Peru is a destination that has always evoked strong and dramatic imagery – the Incas, the Amazon, the Andes, the mighty condor, and Lima, “the City of the Kings” and former colonial capital of the Spanish New World. Indeed, there are few countries on Earth that can provide such a scintillating blend of history, culture, landscape and wildlife under one flag.
Whilst Cusco and Machu Picchu feature on most itineraries to Peru, they are just the beginning of what this country can offer throughout its three distinct climatic regions. Peru’s desert coast is the drawing board for the mysterious Nazca Lines just to the south of the capital Lima, as well as the nearby Paracas wildlife reserve, host to flamingos, sea lions and even penguins. Moving east, the landscape rises dramatically into the Andes with spectacular snow-capped peaks reaching heights of over 6,500 metres (21,300 feet) and valleys sheltering the Andean cities of Cusco, Ayacucho and Arequipa, amongst others. To the east of Arequipa, the cavernous Colca Canyon plunges to depths of over 3,400 metres (11,333 feet), twice as deep as the Grand Canyon, whilst Lake Titicaca, the supposed birth point of the first Incas, straddles Peru’s southern border with Bolivia at a breathtaking 3,810 metres (12,500 feet). Continuing eastwards, the Andes eventually give way to the Amazon rainforest, one of the world’s most bio-diverse regions where wildlife including 30 species of monkey, pink dolphins, giant otters, tortoises and the occasional jaguar are all on the list of possible sightings.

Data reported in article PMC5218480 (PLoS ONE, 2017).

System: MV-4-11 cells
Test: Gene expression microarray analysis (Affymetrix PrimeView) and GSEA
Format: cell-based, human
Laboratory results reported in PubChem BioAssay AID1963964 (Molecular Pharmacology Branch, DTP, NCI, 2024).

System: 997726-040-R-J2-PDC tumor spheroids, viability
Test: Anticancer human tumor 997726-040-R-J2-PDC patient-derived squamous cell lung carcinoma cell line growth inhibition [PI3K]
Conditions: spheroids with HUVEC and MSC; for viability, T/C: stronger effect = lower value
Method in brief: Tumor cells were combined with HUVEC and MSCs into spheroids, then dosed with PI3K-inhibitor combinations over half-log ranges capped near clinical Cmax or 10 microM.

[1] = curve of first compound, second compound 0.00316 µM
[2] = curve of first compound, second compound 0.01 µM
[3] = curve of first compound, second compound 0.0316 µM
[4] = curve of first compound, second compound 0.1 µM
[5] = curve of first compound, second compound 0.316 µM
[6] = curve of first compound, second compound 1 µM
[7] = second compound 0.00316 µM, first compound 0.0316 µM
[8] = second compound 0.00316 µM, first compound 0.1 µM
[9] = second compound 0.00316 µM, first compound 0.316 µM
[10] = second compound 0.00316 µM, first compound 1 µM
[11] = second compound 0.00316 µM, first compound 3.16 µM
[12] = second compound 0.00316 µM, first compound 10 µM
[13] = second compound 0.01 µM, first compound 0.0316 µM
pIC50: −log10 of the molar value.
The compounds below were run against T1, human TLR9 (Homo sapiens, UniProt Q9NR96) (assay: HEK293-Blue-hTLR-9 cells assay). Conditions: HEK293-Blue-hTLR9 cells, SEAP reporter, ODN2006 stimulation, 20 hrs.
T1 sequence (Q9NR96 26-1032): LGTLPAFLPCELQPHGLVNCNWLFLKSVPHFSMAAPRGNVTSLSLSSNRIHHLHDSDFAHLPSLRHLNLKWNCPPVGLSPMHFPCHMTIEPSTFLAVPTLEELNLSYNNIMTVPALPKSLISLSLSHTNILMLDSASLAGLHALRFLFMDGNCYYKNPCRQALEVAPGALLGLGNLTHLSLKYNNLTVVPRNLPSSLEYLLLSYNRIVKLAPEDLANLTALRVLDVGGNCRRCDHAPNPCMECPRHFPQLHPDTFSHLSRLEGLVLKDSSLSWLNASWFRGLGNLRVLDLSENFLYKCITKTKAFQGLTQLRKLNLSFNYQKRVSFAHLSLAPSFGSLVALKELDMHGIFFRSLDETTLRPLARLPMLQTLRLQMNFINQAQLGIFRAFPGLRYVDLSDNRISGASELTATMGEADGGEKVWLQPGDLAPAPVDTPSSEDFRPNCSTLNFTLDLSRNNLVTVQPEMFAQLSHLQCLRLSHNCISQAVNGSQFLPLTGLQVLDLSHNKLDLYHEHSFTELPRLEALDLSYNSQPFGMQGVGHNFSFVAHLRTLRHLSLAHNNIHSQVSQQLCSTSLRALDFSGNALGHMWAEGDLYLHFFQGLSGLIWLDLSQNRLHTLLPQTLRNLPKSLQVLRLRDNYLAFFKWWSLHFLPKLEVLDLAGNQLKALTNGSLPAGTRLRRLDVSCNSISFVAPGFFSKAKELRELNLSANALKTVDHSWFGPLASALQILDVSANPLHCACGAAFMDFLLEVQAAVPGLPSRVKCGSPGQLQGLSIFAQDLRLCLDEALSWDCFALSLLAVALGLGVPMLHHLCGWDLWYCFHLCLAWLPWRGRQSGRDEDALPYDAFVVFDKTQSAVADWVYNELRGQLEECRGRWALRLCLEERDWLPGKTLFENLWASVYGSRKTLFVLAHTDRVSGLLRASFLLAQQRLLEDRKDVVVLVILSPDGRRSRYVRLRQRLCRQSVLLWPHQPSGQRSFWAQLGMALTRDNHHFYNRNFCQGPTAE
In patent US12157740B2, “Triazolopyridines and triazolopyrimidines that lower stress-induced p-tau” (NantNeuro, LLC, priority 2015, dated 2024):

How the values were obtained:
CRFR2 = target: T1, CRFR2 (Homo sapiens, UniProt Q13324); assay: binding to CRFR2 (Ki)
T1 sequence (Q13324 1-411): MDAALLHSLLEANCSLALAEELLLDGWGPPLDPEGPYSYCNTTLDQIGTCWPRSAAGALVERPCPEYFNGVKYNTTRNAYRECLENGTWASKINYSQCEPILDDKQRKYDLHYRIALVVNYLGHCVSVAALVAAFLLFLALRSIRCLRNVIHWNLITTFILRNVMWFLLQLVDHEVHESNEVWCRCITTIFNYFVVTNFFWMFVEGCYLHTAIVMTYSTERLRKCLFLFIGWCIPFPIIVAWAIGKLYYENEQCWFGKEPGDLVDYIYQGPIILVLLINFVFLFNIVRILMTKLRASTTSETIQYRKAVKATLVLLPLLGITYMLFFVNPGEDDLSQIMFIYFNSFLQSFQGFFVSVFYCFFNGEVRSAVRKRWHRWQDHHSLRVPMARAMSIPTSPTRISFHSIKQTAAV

From desert to jungle, the Incas to the Spanish Conquerors, Peru is a destination where something can be found to fascinate both the experienced adventurer and the novice traveller.